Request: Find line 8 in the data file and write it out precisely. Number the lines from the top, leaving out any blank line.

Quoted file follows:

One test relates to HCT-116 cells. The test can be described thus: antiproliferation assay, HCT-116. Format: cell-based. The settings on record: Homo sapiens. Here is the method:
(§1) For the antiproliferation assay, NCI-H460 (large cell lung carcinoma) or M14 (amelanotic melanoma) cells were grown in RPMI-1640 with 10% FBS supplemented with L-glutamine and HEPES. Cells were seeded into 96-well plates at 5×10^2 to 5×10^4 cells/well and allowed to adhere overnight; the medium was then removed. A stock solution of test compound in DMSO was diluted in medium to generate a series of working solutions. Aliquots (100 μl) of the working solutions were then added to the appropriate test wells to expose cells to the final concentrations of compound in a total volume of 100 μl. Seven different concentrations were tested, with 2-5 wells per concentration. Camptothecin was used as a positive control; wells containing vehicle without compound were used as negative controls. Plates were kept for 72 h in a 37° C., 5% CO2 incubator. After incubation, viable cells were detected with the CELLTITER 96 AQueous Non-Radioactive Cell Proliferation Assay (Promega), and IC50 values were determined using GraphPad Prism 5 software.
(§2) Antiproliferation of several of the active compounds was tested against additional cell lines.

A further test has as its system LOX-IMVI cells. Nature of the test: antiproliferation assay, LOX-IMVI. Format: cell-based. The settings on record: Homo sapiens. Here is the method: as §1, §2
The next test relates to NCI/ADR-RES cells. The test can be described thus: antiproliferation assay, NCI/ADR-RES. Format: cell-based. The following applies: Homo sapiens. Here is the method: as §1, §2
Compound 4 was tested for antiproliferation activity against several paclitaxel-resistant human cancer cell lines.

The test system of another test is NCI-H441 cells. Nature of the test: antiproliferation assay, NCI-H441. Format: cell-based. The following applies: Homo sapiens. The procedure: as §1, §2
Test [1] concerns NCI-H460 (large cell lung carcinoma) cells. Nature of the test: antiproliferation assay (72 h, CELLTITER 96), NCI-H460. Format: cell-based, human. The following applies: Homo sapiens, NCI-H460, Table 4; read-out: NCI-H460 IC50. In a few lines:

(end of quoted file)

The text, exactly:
Test [1] concerns NCI-H460 (large cell lung carcinoma) cells. Nature of the test: antiproliferation assay (72 h, CELLTITER 96), NCI-H460. Format: cell-based, human. The following applies: Homo sapiens, NCI-H460, Table 4; read-out: NCI-H460 IC50. In a few lines: